It comes after cases of the mutant strain more than doubled in a week in the UK, with concerns growing that the new variant could scupper lockdown easing.
According to data published by the government, the four deaths from the B.1.617.2 strain of the virus took place between 5 May and 12 May.
Scientists do not believe vaccines are less effective on the Indian mutation but they do think it could be more transmissible than the Kent variant.
The Indian mutation has only recently been detected in the UK and is being closely monitored, with more than 1,300 cases recorded as of May 12.
Surge testing is under way in areas of the North West of England where cases involving the variant of Covid are on the increase.
Infections appear to be at their highest in Erewash in Derbyshire and are particularly prevalent in the north west of England, in areas including Bolton, Greater Manchester, and Sefton in Merseyside.
More vaccine doses have been sent to Bolton, while 800,000 PCR tests have been sent to 15 separate areas of the England, including parts of London and Merseyside.
However, broader risk levels remain lower than they were for much of the winter due to low levels of Covid infections overall.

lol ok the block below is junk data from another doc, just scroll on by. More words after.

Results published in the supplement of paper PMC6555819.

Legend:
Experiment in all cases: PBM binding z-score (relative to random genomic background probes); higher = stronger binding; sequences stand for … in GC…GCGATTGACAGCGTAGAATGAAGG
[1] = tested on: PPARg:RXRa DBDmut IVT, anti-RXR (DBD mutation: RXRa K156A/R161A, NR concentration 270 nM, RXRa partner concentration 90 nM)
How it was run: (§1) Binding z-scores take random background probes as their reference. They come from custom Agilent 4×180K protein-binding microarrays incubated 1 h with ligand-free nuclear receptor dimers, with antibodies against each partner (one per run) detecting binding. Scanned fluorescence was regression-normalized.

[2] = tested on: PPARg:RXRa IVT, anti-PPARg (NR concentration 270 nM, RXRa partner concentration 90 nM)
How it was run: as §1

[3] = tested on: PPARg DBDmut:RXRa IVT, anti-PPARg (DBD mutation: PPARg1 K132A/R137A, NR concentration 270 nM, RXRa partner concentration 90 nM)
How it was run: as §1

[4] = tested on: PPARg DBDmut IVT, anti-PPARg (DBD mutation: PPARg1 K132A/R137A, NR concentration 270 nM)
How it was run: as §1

Early research suggests the Indian variant is not resistant to existing vaccines but there are fears it is at least as transmissible as the Kent strain.
Speaking on Thursday, Boris Johnson said the government is “anxious” about the Indian variant and is “ruling nothing out”.
The Prime Minister will host a coronavirus press conference from Downing Street at 5pm on Friday.
A spokesperson said he will be joined by England’s chief medical officer Professor Chris Whitty.
Vaccines minister Nadhim Zahawi said the public must help suppress the Covid infection rate in the face of the Indian variant if plans to lift restrictions are to stay on track.
He urged people in the 15 areas of England with spread of the Indian variant of concern to follow local health advice, get tested and isolate if they test positive.
Meanwhile he warned the wider public to “do their bit” to help fight the spread by taking two Covid tests a week.
He added: “We have got to break the cycle of infection, because one of those big tests was infection rates have to be suppressed, and the other big test is variants.
“If those cause a problem, then the tests will fail. The four tests have to be met for June 21.”
One option also being considered by clinical advisers to the government is to bring forward the date for second doses of vaccine for the elderly and vulnerable in regions where the Indian variant is spreading.